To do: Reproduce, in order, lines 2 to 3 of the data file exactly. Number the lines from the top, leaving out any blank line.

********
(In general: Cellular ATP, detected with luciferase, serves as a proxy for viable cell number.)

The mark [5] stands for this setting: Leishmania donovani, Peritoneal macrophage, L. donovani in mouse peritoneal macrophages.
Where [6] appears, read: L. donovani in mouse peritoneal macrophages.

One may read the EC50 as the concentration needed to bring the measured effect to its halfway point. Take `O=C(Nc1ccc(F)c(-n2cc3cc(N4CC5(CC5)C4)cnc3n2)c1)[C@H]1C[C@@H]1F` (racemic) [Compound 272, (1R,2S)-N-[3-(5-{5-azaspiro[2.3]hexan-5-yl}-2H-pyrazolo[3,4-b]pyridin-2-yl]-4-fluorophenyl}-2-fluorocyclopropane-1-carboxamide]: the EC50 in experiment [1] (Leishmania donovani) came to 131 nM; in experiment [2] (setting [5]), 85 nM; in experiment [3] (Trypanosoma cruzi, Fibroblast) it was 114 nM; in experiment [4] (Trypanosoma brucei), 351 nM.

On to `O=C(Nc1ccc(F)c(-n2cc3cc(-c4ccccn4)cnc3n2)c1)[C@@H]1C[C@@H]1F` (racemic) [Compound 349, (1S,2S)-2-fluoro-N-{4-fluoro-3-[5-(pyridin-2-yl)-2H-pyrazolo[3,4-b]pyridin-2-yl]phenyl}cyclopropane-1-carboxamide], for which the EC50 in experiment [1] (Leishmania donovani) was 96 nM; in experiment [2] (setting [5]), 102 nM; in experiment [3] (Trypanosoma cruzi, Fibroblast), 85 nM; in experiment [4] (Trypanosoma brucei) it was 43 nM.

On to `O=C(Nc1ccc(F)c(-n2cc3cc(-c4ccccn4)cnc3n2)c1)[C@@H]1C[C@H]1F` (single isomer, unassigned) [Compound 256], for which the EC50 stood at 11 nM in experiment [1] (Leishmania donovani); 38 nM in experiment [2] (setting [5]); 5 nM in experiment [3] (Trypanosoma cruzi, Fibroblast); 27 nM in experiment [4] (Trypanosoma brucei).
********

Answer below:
The mark [5] stands for this setting: Leishmania donovani, Peritoneal macrophage, L. donovani in mouse peritoneal macrophages.
Where [6] appears, read: L. donovani in mouse peritoneal macrophages.